Republican Sen. Chuck Grassley defended his work drafting a controversial health care bill, but also seemed to distance himself from the legislation.
West Des Moines–In a series of tough town hall meetings on Wednesday, Iowa Republican Sen. Chuck Grassley defended his work drafting a controversial health care bill, but also seemed to distance himself from the legislation.
“I weren’t doing that the last four or five months I could sit around with my feet up on my desk,” he told a packed meeting in Winterset, Iowa. “You hire me to keep on top of things and I guess I’m a person that believes you are going to be on top of things if you are in the room instead of outside the room.”
Grassley, one of a handful of Republicans working with Democrats to draft a health care proposal, stressed that he would oppose any bill with a government-run plan in it, describing the government as a “predator.”
“Maybe you think well Chuck Grassley is up with that too,” he said. “so let me tell you right out I would not vote for the Kennedy bill [and] I would not vote for the Pelosi bill.”
Later in the afternoon, Grassley highlighted votes against government funds for the auto companies, the nearly $800 billion stimulus bill, and the budget.
“I’d sure hate to be holding these town meetings if I hadn’t voted that way,” he told a crowd gathered in an Afton, Iowa church.
Although Grassley’s meetings were tame compared to the outrage faced by some of his colleagues like Pennsylvania Democrat Arlen Specter, the moderate Republican faced some sharp opposition to the health care proposals.
“I’m a dumb Southern Iowan redneck,” said Patricia Nicolas. “I see nowhere in the Constitution where health care is a right.”
The shouts of the crowd quickly quieted down after someone in the audience shouted “Be polite!”
Grassley attributed the civil tone to Iowans' familiarity with town hall meetings. He’s held 2,846 town hall meetings since coming to Congress in 1981, but he noted that the four he held on Wednesday drew unusually large crowds – particularly for a day when temperatures soared well into the 90s.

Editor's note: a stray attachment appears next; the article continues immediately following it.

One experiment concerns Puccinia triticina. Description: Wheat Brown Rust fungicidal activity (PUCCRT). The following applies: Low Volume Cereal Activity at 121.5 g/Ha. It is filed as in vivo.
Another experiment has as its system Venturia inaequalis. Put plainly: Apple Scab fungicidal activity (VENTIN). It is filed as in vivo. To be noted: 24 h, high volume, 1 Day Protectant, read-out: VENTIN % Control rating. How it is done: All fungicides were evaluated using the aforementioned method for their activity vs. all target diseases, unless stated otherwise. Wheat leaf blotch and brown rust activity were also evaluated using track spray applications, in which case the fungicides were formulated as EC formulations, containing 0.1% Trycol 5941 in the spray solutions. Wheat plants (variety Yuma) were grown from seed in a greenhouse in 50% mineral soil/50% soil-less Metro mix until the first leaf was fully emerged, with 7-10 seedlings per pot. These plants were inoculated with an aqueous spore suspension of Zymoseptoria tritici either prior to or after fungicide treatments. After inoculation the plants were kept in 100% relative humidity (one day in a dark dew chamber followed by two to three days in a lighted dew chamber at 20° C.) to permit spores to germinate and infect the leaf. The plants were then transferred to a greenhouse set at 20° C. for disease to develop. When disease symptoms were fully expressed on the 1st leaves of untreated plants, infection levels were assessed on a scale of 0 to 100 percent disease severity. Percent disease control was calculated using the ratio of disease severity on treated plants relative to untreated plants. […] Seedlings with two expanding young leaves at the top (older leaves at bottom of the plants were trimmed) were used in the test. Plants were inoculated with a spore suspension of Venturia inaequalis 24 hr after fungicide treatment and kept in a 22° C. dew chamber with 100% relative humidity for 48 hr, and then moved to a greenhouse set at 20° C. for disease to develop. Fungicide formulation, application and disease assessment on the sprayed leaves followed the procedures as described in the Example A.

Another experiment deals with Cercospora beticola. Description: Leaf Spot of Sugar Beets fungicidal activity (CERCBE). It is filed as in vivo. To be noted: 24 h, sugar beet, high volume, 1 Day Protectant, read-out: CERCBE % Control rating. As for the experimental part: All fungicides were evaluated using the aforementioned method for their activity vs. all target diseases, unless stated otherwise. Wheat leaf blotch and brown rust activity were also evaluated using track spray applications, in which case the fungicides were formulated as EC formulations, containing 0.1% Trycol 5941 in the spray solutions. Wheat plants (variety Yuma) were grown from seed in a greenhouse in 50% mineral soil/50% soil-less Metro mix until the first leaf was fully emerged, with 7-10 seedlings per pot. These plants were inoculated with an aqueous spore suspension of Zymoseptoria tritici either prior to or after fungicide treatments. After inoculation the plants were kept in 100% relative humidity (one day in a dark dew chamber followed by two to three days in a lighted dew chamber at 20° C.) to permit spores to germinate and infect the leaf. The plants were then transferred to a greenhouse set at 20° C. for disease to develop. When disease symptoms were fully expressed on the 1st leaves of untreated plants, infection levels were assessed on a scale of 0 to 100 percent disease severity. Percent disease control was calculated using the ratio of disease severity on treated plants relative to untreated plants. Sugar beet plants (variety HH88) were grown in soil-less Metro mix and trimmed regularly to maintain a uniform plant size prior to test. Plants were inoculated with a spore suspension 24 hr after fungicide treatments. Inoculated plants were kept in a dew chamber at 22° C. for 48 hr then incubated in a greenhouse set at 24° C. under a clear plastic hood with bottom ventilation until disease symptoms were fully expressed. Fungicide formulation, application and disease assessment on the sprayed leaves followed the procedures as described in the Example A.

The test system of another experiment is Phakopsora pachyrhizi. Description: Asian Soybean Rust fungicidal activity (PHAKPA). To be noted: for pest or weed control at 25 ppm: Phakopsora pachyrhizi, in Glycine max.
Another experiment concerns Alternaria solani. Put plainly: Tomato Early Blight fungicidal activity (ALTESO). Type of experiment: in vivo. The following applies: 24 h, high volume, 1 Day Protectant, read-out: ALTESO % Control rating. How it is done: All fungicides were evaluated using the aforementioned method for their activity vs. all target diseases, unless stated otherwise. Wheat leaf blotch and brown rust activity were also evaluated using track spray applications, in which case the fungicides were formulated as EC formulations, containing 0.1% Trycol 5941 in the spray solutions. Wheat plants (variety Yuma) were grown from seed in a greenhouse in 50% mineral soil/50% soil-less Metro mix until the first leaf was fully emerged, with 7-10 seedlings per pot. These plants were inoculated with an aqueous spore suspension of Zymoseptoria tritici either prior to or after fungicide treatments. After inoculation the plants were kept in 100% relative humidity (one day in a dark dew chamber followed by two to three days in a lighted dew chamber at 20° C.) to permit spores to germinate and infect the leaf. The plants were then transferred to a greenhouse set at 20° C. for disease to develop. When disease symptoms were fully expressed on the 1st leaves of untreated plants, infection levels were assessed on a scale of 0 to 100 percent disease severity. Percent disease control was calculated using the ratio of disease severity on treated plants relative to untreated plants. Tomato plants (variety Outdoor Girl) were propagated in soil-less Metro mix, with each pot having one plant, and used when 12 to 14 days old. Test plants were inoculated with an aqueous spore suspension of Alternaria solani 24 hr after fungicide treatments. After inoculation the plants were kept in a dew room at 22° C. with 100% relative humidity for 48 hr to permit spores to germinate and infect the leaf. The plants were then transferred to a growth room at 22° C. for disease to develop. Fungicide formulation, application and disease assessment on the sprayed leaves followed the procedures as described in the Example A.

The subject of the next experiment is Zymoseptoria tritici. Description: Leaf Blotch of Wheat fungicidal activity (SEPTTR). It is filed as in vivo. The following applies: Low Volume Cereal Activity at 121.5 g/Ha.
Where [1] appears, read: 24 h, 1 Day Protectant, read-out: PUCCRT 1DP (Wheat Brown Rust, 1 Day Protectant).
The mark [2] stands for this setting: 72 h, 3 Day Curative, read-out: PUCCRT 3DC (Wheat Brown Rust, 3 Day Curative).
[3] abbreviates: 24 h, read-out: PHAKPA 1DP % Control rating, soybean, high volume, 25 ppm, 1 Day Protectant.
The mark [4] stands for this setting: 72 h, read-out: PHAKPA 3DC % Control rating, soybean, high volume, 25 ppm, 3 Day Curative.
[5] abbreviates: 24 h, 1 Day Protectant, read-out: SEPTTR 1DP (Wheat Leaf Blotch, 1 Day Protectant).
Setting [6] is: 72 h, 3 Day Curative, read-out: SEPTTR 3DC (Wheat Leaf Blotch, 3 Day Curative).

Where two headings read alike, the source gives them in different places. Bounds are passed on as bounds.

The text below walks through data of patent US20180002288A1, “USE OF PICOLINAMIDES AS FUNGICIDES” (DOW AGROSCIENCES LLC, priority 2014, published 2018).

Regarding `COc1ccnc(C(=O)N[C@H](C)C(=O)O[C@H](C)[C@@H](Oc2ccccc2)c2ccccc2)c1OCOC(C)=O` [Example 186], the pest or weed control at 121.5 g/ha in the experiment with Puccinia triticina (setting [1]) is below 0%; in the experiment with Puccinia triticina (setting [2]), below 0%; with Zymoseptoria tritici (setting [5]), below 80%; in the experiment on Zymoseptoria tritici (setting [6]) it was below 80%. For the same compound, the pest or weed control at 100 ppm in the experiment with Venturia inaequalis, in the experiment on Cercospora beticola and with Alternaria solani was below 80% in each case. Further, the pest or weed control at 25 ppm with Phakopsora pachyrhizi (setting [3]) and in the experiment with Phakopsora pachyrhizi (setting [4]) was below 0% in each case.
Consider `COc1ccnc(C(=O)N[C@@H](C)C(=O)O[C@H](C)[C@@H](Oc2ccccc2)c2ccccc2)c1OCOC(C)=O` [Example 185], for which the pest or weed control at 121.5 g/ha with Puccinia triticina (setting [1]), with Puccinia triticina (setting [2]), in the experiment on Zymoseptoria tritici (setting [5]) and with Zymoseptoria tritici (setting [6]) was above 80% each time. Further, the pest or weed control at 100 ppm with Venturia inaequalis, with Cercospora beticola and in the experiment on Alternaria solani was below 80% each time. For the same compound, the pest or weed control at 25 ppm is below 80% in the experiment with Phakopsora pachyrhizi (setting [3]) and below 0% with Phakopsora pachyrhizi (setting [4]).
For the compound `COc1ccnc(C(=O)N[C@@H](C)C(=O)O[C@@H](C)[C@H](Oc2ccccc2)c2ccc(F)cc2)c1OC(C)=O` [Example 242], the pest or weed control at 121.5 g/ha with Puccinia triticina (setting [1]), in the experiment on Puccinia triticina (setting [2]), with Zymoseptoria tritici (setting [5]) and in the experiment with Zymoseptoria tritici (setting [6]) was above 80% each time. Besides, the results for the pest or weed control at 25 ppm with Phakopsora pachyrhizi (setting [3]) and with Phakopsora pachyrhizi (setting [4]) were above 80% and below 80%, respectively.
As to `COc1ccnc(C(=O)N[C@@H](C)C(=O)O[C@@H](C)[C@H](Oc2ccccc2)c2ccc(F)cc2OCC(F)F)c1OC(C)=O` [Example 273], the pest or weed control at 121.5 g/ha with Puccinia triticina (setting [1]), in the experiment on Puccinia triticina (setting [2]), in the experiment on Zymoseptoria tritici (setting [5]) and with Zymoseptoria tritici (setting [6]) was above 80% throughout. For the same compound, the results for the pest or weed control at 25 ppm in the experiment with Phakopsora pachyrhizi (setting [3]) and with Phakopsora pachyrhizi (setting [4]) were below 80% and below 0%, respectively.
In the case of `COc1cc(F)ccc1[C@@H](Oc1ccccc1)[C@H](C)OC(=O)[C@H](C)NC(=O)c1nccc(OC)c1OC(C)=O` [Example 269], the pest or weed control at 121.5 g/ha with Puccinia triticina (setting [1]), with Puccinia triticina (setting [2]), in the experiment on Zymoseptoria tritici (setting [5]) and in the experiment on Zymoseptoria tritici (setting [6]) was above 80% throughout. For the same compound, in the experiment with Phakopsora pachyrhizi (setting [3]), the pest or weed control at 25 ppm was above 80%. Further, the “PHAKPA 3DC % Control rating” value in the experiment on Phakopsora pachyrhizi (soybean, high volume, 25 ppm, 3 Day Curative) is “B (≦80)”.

“There’s three times as many people coming to my town hall meetings than came in the last ten years on average,” said Grassley.
“Wait until 2010,” shouted a member of the audience.
A later afternoon meeting in Adel, Iowa had to be moved outside to accommodate a crowd of roughly 500 voters.
Unlike some other prominent Republicans, Grassley refused to refute claims that the legislation includes a provision allowing the government to determine when older Americans end their lives. The rumor, often mentioned in town halls across the country, gained momentum after former Alaska GOP Gov. Sarah Palin warned the Democratic plan would create bureaucratic "death panels."
“There are some people who think it is a terrible problem that grandma is laying in a bed with tubes in her, and that the government should intervene,” he said. “I think that’s a family or religious thing that needs to be dealt with.”
Cheri Heiland, a questioner at a town hall in Panora, Iowa asked Grassley to "denounce the tactics that are getting thrown at the Democrats."
"You know there is nothing in the House bill that will require any elderly person to stand before a committee and decide whether or not they are going to live or die," she chided, as the roughly 200-person crowded booed.
Grassley's answer sidestepped the issue, adding fire to already raging rumors.
"With all the other fears people have and what they do in England then you get the idea that somebody is going to decide grandma lived too long," said Grassley. "You understand why you get it."